Affording a mortgage

Mortgage lenders must make sure you take out a mortgage you can afford. Find out what they are likely to check and the information you will have to provide.

If you are getting a new mortgage, increasing your current mortgage or remortgaging with a different lender, your lender must check that you can afford your repayments now and in the future.

To do this they will need information about your income and outgoings.

Proving your income

You will need to provide evidence of your income to show how much you can afford to borrow.

If you are employed this might mean showing your payslips. If you are self-employed or a contractor, you might have to show your tax returns, accounts, business plan or projected earnings.

If the income you will use to cover your mortgage payments comes from more than one job, you will usually need to show evidence for each job.

For other types of income, like shares, bonuses or a pension, you may have to provide documents proving how much you receive.

You will have to tell your lender if you expect:

  • your income to go down
  • your outgoings to go up

The evidence you will need for each type of income will vary between lenders. Whatever they need from you, they must be sure that your income will cover your mortgage as well as your regular basic spending and other commitments.

Confirming your spending

Your adviser or lender will also need to know what you need to spend to keep up a basic standard of living. They can then work out how much of your income you can afford to spend on your mortgage.

They will look at your spending in three categories:

Repayments and other commitments

This covers payments you know you will have to make, including:

  • debts you are paying off, like credit card bills, loans or hire purchase payments
  • child maintenance and alimony payments

Essential expenses

This is what you regularly spend on the things you cannot do without, such as:

  • food
  • household cleaning and laundry
  • gas, electricity and other heating costs
  • water bills
  • telephone
  • essential travel (such as travel to work or school)
  • council tax
  • buildings insurance (it is usually a condition of your mortgage that the building must be insured)
  • ground rent and service charges (for leasehold properties)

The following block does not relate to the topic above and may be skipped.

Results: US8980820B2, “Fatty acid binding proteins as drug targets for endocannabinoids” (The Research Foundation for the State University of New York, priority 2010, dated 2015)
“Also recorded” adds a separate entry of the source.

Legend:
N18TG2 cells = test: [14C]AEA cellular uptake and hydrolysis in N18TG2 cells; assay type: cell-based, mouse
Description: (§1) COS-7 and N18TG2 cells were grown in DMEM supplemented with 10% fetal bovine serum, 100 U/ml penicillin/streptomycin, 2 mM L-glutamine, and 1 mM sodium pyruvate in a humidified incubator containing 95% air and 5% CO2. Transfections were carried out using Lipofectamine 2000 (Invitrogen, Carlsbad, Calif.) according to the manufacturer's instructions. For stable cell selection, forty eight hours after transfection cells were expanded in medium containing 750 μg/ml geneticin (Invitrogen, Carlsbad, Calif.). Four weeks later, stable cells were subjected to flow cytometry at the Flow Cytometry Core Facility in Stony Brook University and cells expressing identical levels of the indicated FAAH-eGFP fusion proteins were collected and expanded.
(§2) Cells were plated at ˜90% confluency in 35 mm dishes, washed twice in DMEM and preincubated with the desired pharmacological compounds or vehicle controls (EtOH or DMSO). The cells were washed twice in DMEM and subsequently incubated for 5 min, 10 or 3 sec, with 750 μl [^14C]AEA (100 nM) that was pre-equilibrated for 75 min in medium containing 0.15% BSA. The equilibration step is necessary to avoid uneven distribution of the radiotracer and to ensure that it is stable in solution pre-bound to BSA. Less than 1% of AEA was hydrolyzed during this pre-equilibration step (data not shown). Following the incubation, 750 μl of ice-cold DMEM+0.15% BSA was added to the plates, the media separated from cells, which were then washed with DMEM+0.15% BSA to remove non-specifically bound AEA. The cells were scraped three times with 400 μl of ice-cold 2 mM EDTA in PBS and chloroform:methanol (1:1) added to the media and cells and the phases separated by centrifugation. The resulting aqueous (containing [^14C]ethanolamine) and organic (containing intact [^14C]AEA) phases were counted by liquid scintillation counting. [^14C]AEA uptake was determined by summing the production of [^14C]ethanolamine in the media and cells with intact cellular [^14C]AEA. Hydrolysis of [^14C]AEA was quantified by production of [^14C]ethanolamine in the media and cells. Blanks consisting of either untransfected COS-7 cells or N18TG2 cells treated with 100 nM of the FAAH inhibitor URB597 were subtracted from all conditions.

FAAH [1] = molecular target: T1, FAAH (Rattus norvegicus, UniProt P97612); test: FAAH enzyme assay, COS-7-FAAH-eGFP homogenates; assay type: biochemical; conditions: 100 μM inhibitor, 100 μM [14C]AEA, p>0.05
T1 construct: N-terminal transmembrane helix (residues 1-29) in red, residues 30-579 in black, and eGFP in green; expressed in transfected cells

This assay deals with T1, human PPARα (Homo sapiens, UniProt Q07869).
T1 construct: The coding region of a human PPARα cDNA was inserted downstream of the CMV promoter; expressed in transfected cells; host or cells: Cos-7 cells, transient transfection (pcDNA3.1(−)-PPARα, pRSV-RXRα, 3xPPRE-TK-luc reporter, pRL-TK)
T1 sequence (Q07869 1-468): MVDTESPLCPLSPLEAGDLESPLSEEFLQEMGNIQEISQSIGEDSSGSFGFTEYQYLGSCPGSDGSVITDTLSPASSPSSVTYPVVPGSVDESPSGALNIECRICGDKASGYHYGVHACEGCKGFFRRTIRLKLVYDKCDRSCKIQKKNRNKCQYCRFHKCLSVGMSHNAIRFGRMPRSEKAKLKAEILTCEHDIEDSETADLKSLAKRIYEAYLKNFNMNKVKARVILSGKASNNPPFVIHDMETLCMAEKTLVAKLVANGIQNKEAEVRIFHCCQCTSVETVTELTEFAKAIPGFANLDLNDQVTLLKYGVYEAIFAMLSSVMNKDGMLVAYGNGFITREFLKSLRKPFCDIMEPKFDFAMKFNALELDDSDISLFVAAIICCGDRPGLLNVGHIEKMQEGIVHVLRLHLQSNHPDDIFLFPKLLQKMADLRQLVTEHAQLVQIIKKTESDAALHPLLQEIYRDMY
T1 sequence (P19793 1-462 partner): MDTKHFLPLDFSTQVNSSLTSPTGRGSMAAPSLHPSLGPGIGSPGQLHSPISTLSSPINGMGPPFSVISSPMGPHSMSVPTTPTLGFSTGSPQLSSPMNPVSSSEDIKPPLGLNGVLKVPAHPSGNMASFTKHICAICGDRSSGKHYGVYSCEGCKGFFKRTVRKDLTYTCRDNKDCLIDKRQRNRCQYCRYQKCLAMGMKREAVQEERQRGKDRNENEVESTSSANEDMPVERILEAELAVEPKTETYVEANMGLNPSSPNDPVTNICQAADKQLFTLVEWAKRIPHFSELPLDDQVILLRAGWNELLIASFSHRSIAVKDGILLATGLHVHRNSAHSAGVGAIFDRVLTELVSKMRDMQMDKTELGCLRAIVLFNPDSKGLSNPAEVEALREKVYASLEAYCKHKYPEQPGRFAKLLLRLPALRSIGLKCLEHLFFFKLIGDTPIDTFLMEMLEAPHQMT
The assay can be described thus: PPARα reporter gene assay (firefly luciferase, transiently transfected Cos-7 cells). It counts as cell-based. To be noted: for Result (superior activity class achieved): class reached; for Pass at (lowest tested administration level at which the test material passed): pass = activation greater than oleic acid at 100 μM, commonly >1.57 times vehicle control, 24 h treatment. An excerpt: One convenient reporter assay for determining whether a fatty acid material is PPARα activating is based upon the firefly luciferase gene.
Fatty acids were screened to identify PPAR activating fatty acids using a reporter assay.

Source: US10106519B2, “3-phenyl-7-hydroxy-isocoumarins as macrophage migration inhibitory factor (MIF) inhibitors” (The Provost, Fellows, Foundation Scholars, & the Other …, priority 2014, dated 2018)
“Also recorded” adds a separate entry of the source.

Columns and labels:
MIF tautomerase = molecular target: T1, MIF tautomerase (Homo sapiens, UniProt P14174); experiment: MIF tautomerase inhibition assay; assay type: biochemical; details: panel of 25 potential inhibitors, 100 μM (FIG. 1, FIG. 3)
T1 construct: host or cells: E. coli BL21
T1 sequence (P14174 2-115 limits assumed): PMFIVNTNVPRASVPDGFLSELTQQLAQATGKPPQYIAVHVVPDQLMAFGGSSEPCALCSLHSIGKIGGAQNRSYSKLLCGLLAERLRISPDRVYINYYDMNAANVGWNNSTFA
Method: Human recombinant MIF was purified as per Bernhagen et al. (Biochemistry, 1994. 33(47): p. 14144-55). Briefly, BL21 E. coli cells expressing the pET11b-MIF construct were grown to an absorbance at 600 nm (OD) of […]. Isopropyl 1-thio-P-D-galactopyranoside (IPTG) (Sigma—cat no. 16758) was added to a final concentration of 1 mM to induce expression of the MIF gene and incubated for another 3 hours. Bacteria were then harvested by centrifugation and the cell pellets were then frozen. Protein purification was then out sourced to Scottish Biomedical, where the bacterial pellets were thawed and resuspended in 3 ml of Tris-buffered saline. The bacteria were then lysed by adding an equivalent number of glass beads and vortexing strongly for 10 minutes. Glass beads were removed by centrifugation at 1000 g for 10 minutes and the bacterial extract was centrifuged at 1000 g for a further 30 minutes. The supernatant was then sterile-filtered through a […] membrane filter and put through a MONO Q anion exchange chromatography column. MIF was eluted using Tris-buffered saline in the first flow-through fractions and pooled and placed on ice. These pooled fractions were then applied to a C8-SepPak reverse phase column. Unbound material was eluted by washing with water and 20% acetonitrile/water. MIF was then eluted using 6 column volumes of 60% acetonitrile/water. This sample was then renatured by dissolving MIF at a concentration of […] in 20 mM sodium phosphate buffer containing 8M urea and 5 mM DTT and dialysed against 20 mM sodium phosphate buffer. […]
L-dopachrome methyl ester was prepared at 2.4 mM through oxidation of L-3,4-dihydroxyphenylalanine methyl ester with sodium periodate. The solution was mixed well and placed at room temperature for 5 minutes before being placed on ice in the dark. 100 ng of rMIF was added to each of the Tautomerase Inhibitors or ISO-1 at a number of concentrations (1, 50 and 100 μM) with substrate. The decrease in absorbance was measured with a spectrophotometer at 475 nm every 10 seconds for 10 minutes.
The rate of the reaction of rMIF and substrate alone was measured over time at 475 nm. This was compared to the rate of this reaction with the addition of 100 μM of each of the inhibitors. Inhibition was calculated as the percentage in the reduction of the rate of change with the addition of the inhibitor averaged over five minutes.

Basic quality of living costs

This is what you need to spend on occasional essentials, with some allowance for leisure costs, including:

  • clothes
  • household goods (such as furniture and appliances) and repairs
  • personal goods such as toiletries
  • basic leisure costs, including non-essential transport
  • TV licence
  • childcare

The exact details you are asked for will vary between lenders, but you should expect to discuss your regular spending in all these areas.

Interest-only mortgages

If you want an interest-only mortgage, the lender will also ask you to explain and show proof of your plan for repaying the full loan when the interest-only period ends.

The lender will check that your plan is still in place at least once during the interest-only period.

Checking future affordability

Your mortgage lender will look at how interest rates are predicted to change over a minimum of the next five years, to see how they might affect your mortgage payments.

If your payments are likely to go up, they will check that you could still afford them if your other outgoings and your income stayed the same.

It is possible that rates could go up by more than predicted. If this happens, your payments could be higher than predicted too.

Paying your mortgage after you retire

If your mortgage is due to last until after you retire, your lender will check you will be able to afford your payments with the income you expect to have then.

The information they need about this will depend on the lender and how long it is until you expect to retire.

Changing an existing mortgage

If you already have a mortgage and want to remortgage, a lender may be able to arrange this without doing all the affordability checks.

The lender will still have to do the checks if you are:

  • increasing the amount you are borrowing
  • making a change that might affect what you can afford (for example, extending a mortgage into your retirement, or removing someone from the mortgage contract) or remortgaging from another lender